3. Is That Sheriff Hopper?
Like all Marvel projects, Black Widow has a fully loaded cast. Though Natasha made a home and family with the Avengers, her character also had many ties back in her native Russia. The film introduces several characters familiar to comic book fans. Florence Pugh plays Yelena Belova, another young woman trained in the same “Red Room” as Natasha. Rachel Weisz is Melina, a woman of similar training but a more mysterious background. And David Harbour, the popular actor from Stranger Things, plays Alexei Shostakov, aka the Red Guardian. The Red Guardian of the comics is a physically enhanced super-hero and is usually seen as a member of the Winter Guard, a team of Russian heroes that often includes the armored Crimson Dynamo, the mutant Darkstar, and Ursa Major, who can turn himself into a huge bear. The primary antagonist of the movie is the Taskmaster, a Marvel villain with “photographic reflexes,” allowing them to mimic the fighting style of anyone they observe; the identity of who is actually playing the villain has been a closely guarded secret.
4. How Is It Going to Do?
The box office question is big one, as theaters are still in recovery from the pandemic. While there have been bright spots like A Quiet Place 2, The Conjuring: The Devil Made Me Do It, and F9, prognostication shows that Black Widow might be the big one. Tracking from sources like Variety, Deadline, and BoxOfficeMojo.com as of Friday morning puts the movie on track to break all pandemic-era opening records. Variety projects an opening weekend of between $75 and $85 million dollars in the U.S., which would be great news for the beleaguered movie houses.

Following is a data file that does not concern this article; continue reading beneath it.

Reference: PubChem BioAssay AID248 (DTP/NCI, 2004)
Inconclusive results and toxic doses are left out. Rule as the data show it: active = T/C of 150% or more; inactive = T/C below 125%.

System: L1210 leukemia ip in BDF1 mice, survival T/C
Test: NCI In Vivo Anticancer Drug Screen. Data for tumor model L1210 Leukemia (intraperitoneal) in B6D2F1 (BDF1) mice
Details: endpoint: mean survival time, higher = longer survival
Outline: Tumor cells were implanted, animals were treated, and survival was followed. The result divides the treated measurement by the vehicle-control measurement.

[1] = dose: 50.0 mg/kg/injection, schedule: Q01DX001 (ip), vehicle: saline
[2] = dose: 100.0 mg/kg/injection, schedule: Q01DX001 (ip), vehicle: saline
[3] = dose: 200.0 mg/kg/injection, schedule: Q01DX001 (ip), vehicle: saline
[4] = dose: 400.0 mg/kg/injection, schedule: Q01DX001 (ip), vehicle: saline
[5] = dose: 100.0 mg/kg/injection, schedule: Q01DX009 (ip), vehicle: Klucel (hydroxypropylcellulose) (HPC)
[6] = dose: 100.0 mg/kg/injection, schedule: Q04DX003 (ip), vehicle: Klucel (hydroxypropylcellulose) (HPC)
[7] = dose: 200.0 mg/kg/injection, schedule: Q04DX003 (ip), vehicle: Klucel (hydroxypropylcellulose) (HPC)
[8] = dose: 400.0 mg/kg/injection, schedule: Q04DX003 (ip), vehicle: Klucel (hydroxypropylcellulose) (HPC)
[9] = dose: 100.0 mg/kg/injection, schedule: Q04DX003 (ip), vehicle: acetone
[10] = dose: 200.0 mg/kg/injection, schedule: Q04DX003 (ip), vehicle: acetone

5. Is This the End for Black Widow?
After over 11 years and 10 movies, Scarlett Johansson has signaled her intentions that this is her last turn as the title character. With a very active and heavily award-nominated career for films like Marriage Story and JoJo Rabbit, and (according to reports) a second child on the way with her SNL cast member husband Colin Jost, she has plenty of other work to do. However, comic readers know that Yelena Belova (Pugh’s character) has also been the Black Widow in comics. Early reviews are wildly effusive about Pugh in this film, and the actor is allegedly on board for multiple forthcoming Marvel projects, so it would seem that the Black Widow, in name at least, will carry on.
Black Widow is a study in contradictions. The character was long overdue for a solo film, but the wait was even more exaggerated from the pandemic. The film is a victory lap for Johansson, but it’s also the beginning of a new phase of Marvel films. The one straight-forward assumption you can make is that it’s going blow right past box office records. And that’s a fitting farewell for the biggest action movie heroine of the 21st century.
Featured image: John B Hewitt / Shutterstock